Back in 2015, Neil Young thought he had completed his never-ending quest to give listeners everywhere the joy of hi-res audio with the release of his Pono player and download service. Of course, the triangular device never quite took off with consumers, and now Young has pinned its failure on record labels.
Speaking with the Chicago Tribune, Young said that labels "killed [Pono] by insisting on charging two to three times as much for the high-res files as for MP3s. Why would anybody pay three times as much?"
Upon Pono's launch alongside its online music store in early 2015, full albums of hi-res files ranged from $20 to $28. Individual songs ranged from $1.99 to $2.99 each.
"It's my feeling that all music should cost the same," Young expressed. "The [hi-res] file doesn't cost any more to transfer. And today with streaming, you don't have the problem [of unauthorized file sharing]. Who wants to copy something if you can stream it?"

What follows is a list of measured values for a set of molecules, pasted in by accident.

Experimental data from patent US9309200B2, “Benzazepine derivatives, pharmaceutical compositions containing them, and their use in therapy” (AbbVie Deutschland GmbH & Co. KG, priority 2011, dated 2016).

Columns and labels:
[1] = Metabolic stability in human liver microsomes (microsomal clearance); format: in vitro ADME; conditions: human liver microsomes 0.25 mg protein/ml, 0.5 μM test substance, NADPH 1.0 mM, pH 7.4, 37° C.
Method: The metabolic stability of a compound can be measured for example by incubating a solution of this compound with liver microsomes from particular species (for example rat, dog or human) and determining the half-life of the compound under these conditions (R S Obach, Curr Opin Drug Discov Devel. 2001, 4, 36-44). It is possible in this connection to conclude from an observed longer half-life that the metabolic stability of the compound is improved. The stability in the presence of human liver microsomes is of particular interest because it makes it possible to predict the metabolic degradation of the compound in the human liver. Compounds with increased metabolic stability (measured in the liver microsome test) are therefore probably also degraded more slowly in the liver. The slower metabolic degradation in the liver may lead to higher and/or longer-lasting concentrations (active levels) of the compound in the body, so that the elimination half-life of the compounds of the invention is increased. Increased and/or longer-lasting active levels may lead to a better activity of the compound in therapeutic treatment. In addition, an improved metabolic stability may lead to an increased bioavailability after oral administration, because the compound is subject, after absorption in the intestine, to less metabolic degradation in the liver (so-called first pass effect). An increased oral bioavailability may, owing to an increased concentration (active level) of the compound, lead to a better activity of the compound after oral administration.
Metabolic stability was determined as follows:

He continued: "The record companies, by charging three times as much for hi-res music as they charge for regular music, they've killed hi-res music," adding, "It's the dumbest thing I've ever seen."
In the wake of Pono's demise, Young is now focused on hi-res platform XStream, which is currently being used for his own massive online archive.
Calling it a platform as opposed to a service, Young noted that "there's nothing stopping anybody else from [starting something similar]...The record companies are in the way with the high prices. There should be hi-res streaming services everywhere."
Pick up Young's albums Live at Massey Hall, Harvest, After the Gold Rush and Greatest Hits on vinyl through Umusic.